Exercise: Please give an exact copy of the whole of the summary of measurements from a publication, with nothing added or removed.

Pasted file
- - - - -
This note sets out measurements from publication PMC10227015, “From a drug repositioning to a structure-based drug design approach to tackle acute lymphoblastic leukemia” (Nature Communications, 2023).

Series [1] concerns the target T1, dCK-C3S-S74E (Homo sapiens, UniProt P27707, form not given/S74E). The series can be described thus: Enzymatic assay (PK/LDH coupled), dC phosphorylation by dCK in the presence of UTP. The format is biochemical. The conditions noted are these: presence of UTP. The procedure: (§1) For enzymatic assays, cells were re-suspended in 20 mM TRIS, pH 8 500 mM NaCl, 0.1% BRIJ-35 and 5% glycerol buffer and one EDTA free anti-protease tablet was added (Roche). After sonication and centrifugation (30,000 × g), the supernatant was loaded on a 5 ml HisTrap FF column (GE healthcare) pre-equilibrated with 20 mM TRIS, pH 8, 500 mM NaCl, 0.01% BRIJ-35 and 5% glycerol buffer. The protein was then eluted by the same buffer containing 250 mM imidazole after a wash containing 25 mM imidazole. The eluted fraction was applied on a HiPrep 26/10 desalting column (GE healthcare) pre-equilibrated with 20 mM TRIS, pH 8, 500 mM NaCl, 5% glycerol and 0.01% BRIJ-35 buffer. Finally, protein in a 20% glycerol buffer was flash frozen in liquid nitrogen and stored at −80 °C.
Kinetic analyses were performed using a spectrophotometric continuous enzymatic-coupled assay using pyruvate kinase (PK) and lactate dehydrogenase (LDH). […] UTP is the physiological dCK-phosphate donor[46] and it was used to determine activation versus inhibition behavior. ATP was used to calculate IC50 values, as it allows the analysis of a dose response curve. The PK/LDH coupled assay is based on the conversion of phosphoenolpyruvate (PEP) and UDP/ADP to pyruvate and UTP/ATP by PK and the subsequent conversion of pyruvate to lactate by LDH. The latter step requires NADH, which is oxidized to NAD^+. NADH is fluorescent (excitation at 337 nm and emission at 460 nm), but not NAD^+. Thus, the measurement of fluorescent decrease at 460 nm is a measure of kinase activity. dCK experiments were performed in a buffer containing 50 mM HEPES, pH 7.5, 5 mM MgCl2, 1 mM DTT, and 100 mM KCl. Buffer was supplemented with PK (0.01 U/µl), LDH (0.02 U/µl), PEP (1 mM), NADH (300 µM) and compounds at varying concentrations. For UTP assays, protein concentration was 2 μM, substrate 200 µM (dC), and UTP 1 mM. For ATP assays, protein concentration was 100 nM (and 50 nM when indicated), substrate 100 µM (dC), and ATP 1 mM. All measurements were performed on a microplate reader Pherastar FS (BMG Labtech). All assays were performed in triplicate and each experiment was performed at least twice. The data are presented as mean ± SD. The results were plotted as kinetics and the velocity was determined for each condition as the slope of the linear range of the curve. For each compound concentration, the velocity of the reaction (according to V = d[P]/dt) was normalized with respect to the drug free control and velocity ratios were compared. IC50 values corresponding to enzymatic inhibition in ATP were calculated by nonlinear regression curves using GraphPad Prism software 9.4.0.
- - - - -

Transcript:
This note sets out measurements from publication PMC10227015, “From a drug repositioning to a structure-based drug design approach to tackle acute lymphoblastic leukemia” (Nature Communications, 2023).

Series [1] concerns the target T1, dCK-C3S-S74E (Homo sapiens, UniProt P27707, form not given/S74E). The series can be described thus: Enzymatic assay (PK/LDH coupled), dC phosphorylation by dCK in the presence of UTP. The format is biochemical. The conditions noted are these: presence of UTP. The procedure: (§1) For enzymatic assays, cells were re-suspended in 20 mM TRIS, pH 8 500 mM NaCl, 0.1% BRIJ-35 and 5% glycerol buffer and one EDTA free anti-protease tablet was added (Roche). After sonication and centrifugation (30,000 × g), the supernatant was loaded on a 5 ml HisTrap FF column (GE healthcare) pre-equilibrated with 20 mM TRIS, pH 8, 500 mM NaCl, 0.01% BRIJ-35 and 5% glycerol buffer. The protein was then eluted by the same buffer containing 250 mM imidazole after a wash containing 25 mM imidazole. The eluted fraction was applied on a HiPrep 26/10 desalting column (GE healthcare) pre-equilibrated with 20 mM TRIS, pH 8, 500 mM NaCl, 5% glycerol and 0.01% BRIJ-35 buffer. Finally, protein in a 20% glycerol buffer was flash frozen in liquid nitrogen and stored at −80 °C.
Kinetic analyses were performed using a spectrophotometric continuous enzymatic-coupled assay using pyruvate kinase (PK) and lactate dehydrogenase (LDH). […] UTP is the physiological dCK-phosphate donor[46] and it was used to determine activation versus inhibition behavior. ATP was used to calculate IC50 values, as it allows the analysis of a dose response curve. The PK/LDH coupled assay is based on the conversion of phosphoenolpyruvate (PEP) and UDP/ADP to pyruvate and UTP/ATP by PK and the subsequent conversion of pyruvate to lactate by LDH. The latter step requires NADH, which is oxidized to NAD^+. NADH is fluorescent (excitation at 337 nm and emission at 460 nm), but not NAD^+. Thus, the measurement of fluorescent decrease at 460 nm is a measure of kinase activity. dCK experiments were performed in a buffer containing 50 mM HEPES, pH 7.5, 5 mM MgCl2, 1 mM DTT, and 100 mM KCl. Buffer was supplemented with PK (0.01 U/µl), LDH (0.02 U/µl), PEP (1 mM), NADH (300 µM) and compounds at varying concentrations. For UTP assays, protein concentration was 2 μM, substrate 200 µM (dC), and UTP 1 mM. For ATP assays, protein concentration was 100 nM (and 50 nM when indicated), substrate 100 µM (dC), and ATP 1 mM. All measurements were performed on a microplate reader Pherastar FS (BMG Labtech). All assays were performed in triplicate and each experiment was performed at least twice. The data are presented as mean ± SD. The results were plotted as kinetics and the velocity was determined for each condition as the slope of the linear range of the curve. For each compound concentration, the velocity of the reaction (according to V = d[P]/dt) was normalized with respect to the drug free control and velocity ratios were compared. IC50 values corresponding to enzymatic inhibition in ATP were calculated by nonlinear regression curves using GraphPad Prism software 9.4.0.